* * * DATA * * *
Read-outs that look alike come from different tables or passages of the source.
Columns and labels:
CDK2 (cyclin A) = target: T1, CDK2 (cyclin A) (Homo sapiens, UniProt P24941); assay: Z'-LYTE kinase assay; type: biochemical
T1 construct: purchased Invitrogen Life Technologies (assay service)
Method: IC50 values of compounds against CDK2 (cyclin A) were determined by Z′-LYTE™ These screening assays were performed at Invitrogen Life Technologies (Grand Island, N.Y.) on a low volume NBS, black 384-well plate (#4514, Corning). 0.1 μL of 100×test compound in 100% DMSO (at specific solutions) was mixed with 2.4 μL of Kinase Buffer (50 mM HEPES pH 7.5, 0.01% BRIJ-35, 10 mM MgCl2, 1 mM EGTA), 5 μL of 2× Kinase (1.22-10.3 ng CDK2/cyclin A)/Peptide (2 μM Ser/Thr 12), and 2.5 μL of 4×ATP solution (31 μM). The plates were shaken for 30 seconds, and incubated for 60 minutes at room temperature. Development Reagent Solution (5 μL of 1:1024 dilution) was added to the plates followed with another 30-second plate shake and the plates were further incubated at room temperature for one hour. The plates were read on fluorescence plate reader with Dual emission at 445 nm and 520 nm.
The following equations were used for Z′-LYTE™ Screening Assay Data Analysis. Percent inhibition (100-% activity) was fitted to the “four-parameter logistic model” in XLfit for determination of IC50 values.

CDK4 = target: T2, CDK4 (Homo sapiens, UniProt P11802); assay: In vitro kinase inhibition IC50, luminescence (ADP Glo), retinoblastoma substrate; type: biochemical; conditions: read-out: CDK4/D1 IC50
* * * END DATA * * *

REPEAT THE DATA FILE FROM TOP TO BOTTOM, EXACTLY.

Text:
Read-outs that look alike come from different tables or passages of the source.
Columns and labels:
CDK2 (cyclin A) = target: T1, CDK2 (cyclin A) (Homo sapiens, UniProt P24941); assay: Z'-LYTE kinase assay; type: biochemical
T1 construct: purchased Invitrogen Life Technologies (assay service)
Method: IC50 values of compounds against CDK2 (cyclin A) were determined by Z′-LYTE™ These screening assays were performed at Invitrogen Life Technologies (Grand Island, N.Y.) on a low volume NBS, black 384-well plate (#4514, Corning). 0.1 μL of 100×test compound in 100% DMSO (at specific solutions) was mixed with 2.4 μL of Kinase Buffer (50 mM HEPES pH 7.5, 0.01% BRIJ-35, 10 mM MgCl2, 1 mM EGTA), 5 μL of 2× Kinase (1.22-10.3 ng CDK2/cyclin A)/Peptide (2 μM Ser/Thr 12), and 2.5 μL of 4×ATP solution (31 μM). The plates were shaken for 30 seconds, and incubated for 60 minutes at room temperature. Development Reagent Solution (5 μL of 1:1024 dilution) was added to the plates followed with another 30-second plate shake and the plates were further incubated at room temperature for one hour. The plates were read on fluorescence plate reader with Dual emission at 445 nm and 520 nm.
The following equations were used for Z′-LYTE™ Screening Assay Data Analysis. Percent inhibition (100-% activity) was fitted to the “four-parameter logistic model” in XLfit for determination of IC50 values.

CDK4 = target: T2, CDK4 (Homo sapiens, UniProt P11802); assay: In vitro kinase inhibition IC50, luminescence (ADP Glo), retinoblastoma substrate; type: biochemical; conditions: read-out: CDK4/D1 IC50